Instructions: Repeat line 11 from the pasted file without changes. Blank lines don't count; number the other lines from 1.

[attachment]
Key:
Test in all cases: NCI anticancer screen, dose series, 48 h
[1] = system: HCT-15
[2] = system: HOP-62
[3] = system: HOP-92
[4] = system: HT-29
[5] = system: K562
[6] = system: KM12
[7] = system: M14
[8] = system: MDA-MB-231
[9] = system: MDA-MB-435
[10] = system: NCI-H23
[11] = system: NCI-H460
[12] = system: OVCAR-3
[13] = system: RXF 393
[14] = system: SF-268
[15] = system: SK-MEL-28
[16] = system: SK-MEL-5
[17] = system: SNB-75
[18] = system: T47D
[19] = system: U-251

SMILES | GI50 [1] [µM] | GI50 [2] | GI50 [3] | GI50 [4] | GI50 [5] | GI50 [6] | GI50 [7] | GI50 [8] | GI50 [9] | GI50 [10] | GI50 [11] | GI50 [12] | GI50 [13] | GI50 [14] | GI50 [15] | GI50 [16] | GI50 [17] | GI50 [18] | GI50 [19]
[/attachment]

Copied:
[9] = system: MDA-MB-435